Don't predict recession - just be prepared for one
Published 28/01/2016 | 02:30
THERE was a bit of fuss the other day over claims that the IMF (International Monetary Fund) failed to predict a single one of the recessions around the world since 1999. But actually, it doesn't say on the tin that it will.
That is kind of convenient, since the Fund's member governments would not care to be told that their economy was due to start contracting in, say, 18 months' time. Not unless it was a certainty. Which of course it isn't.
A better reason for this lack of dire predictions is that recessions cannot be forecast. Nor indeed can recoveries.
Our recent experiences should make us well aware of this. Mathematically, the Irish growth rates of the early 2000s could not go on for ever. But when would they stall - and how? Hard landing or soft landing?
The occasional politician and property developer could be found to say there would be no landing at all. That could be dismissed although, as any nervous flyer can testify, no landing ever feels soft. But one could apply only probabilities as to whether what was coming would be a crash, a recession or merely a downturn. As for when - forget it.
It has been the same at the other end. There were people who said there would be no recovery at all, and hardly any who forecast it would be early and vigorous, in the way it turned out to be. Behavioural economics says we are more prone to pessimism than optimism.
It's all about behaviour. Perhaps one day, those behavioural economists will be able to predict when people will take fright, or decide they have run out of money, or conclude that the sun is shining again. But I doubt it.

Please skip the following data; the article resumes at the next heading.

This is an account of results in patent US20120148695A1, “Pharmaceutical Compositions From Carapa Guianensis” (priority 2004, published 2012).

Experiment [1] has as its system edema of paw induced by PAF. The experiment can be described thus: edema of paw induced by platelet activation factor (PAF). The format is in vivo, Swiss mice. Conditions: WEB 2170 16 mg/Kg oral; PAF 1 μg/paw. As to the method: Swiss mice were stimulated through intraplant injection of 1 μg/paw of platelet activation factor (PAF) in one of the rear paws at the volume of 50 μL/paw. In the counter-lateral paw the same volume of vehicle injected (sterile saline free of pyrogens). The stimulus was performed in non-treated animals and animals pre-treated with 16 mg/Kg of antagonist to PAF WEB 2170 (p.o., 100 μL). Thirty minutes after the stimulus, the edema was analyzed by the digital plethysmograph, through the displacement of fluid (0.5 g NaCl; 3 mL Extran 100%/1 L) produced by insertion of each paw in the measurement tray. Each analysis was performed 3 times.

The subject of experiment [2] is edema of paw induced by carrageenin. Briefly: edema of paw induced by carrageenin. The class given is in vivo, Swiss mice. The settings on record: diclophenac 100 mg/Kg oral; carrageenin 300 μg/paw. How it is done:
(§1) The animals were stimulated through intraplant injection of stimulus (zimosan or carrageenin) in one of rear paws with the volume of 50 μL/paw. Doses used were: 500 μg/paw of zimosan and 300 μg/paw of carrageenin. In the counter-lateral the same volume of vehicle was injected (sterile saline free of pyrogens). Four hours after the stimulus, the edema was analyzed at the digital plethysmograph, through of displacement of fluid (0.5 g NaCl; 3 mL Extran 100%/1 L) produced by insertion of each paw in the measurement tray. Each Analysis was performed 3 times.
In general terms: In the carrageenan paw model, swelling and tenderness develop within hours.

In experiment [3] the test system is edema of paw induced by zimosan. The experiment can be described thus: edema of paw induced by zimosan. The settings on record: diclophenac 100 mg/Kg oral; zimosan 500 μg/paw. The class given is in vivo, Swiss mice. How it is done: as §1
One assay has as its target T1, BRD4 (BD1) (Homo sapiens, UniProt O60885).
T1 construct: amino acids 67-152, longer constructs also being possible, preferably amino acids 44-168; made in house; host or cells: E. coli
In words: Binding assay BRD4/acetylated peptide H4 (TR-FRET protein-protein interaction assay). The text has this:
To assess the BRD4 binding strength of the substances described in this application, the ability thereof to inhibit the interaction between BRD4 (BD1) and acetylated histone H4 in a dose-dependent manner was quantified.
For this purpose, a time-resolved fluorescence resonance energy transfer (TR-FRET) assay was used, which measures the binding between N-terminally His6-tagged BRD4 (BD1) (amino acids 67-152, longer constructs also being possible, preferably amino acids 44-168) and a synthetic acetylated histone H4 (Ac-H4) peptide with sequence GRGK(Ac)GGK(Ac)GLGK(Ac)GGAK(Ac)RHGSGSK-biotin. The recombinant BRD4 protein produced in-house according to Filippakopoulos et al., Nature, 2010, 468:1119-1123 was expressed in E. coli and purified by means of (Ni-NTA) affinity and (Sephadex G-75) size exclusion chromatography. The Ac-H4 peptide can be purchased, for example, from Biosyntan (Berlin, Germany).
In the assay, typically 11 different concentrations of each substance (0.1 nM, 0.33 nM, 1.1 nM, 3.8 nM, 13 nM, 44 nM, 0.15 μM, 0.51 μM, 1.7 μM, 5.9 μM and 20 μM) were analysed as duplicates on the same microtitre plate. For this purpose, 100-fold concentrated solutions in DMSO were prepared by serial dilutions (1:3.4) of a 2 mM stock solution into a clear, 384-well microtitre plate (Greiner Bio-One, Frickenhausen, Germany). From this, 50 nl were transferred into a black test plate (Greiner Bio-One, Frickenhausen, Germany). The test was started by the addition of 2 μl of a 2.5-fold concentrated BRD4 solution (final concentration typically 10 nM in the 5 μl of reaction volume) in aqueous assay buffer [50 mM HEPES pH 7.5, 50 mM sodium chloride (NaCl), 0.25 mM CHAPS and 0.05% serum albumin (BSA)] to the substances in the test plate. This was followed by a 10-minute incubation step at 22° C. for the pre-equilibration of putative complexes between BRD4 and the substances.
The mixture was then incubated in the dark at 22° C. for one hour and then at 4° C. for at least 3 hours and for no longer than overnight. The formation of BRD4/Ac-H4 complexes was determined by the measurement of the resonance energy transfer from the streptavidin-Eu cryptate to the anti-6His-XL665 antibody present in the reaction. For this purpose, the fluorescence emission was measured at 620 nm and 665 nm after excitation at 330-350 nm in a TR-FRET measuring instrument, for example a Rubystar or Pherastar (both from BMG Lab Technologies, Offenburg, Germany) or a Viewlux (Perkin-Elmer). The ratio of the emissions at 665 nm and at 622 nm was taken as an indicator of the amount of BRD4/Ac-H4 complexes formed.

The problem is simple enough. What is known as forecasting is actually an, admittedly sophisticated, extrapolation of past trends and current conditions into the future. In in a recent edition, 'The Economist' newspaper outlined the sophistication, but also did some measures of forecasting accuracy with, naturally, the IMF as guinea pig.
The conclusion would seem to be that medium term forecasting - never mind long-term - is pretty useless. ('The Economist' could not resist quoting JK Galbraith, "The only function of economic forecasting is to make astrology look respectable.")
Even nine months into a year, the forecasts for growth that year - which might be considered more of an estimate - were typically wrong by 1.5 percentage points.
Not per cent, percentage points; so growth might turn out to have been 1.5pc rather than the predicted 3pc.
Forecasts of more than 18 months had a mean error of 2.5 percentage points. In terms of economic growth, that is the difference between chalk and cheese. And, as mentioned, there were no predictions at all of a recession in the following year. On the other hand, simpler methods tried by the newspaper fared even worse.
Talk of recession is again in the air. At times like this, it is important to realise that no official body - and no government - is going to say that one is coming and no unofficial forecaster, however pessimistic, is able to say with any certainty when it is coming, or how bad it will be.
Faced with such uncertainty, all kinds of other oracles have been sought. There is a particular fondness for abstruse measures of financial market behaviour.